There are a lot of free phone, text and online chat services staffed by people who are trained to give confidential support to people struggling with anxiety, depression and thoughts about wanting to die.
General helpline support
1737, need to talk?
Phone or text: 1737
Phone: 0800 111 757
Webchat or email: depression.org.nz
Phone: 0800 543 354
Phone: 0800 726 666
"I rang the helpline when I was feeling suicidal. Somehow it felt safe to talk about it to a stranger who wasn’t in the same room but who you knew was a trained counsellor. The helpline person was amazing. She listened with compassion and guided me though what I needed to do to keep myself safe.”
Helpline support for children and young people
Open 24/7 for young people experiencing depression or anxiety.
Phone: 0800 111 757
Webchat or email: thelowdown.co.nz
For 5 to 18 year olds.
Phone: 0800 942 8787 (midday to 11pm)
Webchat: whatsup.co.nz (3pm to 10pm)
Support and counselling for specific issues
Alcohol Drug Helpline
Open 24/7 for people dealing with alcohol or other drug problems.
Phone: 0800 787 797
Open 24/7 for people dealing with problem gambling.
Phone: 0800 654 655
For sexuality or gender identity issues.
Phone: 0800 688 5463 (10am to 9pm weekdays, 6pm to 9pm weekends)
Open 24/7 for new parents, including mothers experiencing post-natal depression.
Phone: 0800 933 922
For victims of rape or sexual abuse and their whānau.
Phone: 0800 883 300 (hours vary depending on area – see rapecrisisnz.org.nz for more details)
RASNZ Refugee Health and Wellbeing
For refugees and asylum seekers.
Phone: 0800 472 769 or 021 838370 (9am to 4pm Monday to Friday)
Rural Support Trust
For people in rural communities dealing with financial or personal challenges.
Phone: 0800 787 254 (hours vary depending on area – this is not a crisis line.)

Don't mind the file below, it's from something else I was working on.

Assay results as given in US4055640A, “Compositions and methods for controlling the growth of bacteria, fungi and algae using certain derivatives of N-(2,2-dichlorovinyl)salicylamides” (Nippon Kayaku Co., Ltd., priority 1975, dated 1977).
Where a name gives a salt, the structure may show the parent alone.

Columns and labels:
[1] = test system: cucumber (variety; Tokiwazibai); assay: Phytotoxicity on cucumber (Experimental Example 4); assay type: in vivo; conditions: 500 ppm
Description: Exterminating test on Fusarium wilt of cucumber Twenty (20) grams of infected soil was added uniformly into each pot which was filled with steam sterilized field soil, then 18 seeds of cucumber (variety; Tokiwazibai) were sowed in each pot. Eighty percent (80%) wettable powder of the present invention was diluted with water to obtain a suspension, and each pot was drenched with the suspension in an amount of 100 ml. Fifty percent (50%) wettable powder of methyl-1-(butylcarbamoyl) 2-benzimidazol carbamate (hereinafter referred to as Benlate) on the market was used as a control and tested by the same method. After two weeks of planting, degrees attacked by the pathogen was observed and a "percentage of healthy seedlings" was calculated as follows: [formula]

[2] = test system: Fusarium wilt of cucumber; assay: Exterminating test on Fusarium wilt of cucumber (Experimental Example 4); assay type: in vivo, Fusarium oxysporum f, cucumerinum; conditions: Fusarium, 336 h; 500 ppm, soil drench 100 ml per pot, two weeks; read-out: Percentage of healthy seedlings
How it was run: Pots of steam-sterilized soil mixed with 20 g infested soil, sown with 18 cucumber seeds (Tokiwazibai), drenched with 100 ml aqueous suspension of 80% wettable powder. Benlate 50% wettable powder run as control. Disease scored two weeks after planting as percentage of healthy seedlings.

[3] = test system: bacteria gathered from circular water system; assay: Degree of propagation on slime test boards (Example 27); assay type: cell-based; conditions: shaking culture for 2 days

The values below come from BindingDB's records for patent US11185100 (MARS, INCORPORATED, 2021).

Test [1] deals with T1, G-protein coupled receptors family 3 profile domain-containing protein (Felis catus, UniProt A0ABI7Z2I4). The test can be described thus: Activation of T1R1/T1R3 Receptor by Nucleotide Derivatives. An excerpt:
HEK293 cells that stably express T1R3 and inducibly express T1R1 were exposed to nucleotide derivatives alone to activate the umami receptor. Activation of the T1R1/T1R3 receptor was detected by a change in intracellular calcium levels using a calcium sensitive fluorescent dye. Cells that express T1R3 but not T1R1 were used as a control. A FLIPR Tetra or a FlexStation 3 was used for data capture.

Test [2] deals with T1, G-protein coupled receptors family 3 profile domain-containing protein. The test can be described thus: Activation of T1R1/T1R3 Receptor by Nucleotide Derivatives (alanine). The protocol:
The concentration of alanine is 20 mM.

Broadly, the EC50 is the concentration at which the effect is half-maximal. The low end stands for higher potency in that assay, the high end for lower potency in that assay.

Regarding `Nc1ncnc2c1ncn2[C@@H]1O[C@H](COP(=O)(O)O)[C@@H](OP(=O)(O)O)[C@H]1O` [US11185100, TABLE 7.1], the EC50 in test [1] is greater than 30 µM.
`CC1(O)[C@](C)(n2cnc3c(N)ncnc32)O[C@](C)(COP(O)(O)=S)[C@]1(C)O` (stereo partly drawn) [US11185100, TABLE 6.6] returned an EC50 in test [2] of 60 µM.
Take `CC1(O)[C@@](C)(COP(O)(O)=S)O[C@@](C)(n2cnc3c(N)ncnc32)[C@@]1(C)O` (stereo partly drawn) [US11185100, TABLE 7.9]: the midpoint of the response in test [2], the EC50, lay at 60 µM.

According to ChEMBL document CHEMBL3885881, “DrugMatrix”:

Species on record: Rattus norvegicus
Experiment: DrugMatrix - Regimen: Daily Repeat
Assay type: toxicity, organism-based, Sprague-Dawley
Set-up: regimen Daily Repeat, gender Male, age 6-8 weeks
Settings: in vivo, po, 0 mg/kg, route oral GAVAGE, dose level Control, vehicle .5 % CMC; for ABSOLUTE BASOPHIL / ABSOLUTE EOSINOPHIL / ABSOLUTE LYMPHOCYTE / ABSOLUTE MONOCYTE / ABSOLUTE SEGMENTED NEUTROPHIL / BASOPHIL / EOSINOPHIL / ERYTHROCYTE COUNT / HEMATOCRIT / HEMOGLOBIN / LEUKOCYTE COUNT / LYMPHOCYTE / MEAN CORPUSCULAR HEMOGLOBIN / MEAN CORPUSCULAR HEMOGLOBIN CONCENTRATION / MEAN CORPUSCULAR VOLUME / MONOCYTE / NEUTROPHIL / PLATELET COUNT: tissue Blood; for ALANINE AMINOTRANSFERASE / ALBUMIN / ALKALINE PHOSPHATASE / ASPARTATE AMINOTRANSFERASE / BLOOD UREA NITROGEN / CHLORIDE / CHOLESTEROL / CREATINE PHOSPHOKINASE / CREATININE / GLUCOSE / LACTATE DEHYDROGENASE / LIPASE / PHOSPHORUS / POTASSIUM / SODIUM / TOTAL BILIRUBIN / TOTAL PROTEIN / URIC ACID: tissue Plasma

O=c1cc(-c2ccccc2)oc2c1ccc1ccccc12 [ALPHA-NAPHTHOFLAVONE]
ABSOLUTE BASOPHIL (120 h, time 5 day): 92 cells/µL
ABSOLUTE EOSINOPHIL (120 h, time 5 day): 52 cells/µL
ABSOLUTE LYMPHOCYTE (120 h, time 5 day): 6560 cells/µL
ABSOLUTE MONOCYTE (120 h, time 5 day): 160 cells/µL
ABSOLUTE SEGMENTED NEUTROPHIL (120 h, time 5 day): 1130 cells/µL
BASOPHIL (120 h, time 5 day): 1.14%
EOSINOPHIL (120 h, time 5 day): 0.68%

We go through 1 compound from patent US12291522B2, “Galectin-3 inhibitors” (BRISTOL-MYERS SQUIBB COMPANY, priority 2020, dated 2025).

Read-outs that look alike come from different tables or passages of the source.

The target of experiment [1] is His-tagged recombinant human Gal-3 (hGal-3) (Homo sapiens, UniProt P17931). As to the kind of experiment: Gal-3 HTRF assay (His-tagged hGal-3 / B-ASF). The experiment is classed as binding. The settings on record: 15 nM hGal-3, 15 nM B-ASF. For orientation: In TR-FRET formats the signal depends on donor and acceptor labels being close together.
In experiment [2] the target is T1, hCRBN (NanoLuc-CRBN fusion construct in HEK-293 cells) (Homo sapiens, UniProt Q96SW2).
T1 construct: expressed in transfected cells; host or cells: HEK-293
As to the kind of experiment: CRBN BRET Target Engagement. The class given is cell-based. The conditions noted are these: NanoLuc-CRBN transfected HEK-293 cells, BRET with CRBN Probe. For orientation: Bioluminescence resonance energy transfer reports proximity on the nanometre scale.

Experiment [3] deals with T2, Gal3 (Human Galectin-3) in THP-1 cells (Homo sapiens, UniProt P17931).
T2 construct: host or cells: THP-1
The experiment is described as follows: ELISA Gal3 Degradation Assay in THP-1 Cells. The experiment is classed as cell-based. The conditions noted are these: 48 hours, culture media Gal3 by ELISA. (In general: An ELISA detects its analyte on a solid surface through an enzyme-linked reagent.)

Shakti Crisis Line
Open 24/7 for migrant or refugee women living with family violence.
Phone: 0800 742 584
Women’s Refuge Crisis Line
Open 24/7 for women living with domestic violence or fear of it.
Phone: 0800 733 843 (to be put through to your local refuge).
What if it’s an emergency?
If you need urgent help, please call 111 or go to your local hospital emergency department.
Helping whānau and friends
Mauria ko ōku painga. Waiho ko ōku wheru.
Highlight my strengths. Ignore my weaknesses.
Sometimes it’s easy to tell when someone isn’t their usual self, but it’s a lot harder to know how to help, or even how to raise the issue with them. Don’t be afraid to start the conversation. Say you have noticed some changes lately and to ask them if they’re OK.
There are many ways you can make a difference. The most important thing is to ask what they need and don’t make assumptions. Listen with open ears. Be patient and hold hope for them:
- Learn about depression and anxiety especially if you haven’t experienced it yourself.
- Do things together and keep the person involved.
- Give practical support, like cooking a meal or looking after the children.
- Go through the self-help options in this booklet with them.
- Offer to go with them to see their health professional.
If the person talks about wanting to die
If the person talks to you about wanting to die, always take them seriously but don’t panic. These feelings are common in people with anxiety or depression and it is good for people to open up about them to someone who cares and doesn’t get alarmed.
If the feelings of wanting to die persist the person may need extra support from a health professional.
People are at more risk if they have tried to take their own life before; if someone close to them has taken their own life; if they are overwhelmed with hopelessness or panic; if they believe others would be better off if they were dead; or if they have access to the means, such as firearms.
If the person starts to talk about how, when or where they want to take their own lives, or if they look as though they are making preparations for death, you need to act urgently. Discuss the additional support they need, such as support from a close family member, a doctor, or the mental health crisis team.
If you think they are at immediate risk, either call 111 or take them to the hospital emergency department, with their consent if possible.
"Don’t make assumptions about where we feel safe and how it is best for us to heal. For some of us it’s with our whānau and for others it’s on their own. We’ve got a right to make those choices. I was better off sleeping on the floor at my kuia’s house, going to the hot pools, being with my whānau, and just allowing the process to run its course.”
Getting support for you
Make sure you get support for yourself when you are supporting someone else, as it can take a lot out of you.
Visit the ‘Help someone’ page on depression.org.nz for more information.
"One of the most helpful things has been our determination to get through my daughter’s depression as a family. We spend a lot of time talking to each other and supporting each other. This has meant that we have never given up hope. The family has stayed together as a family unit and we are strong because of it.”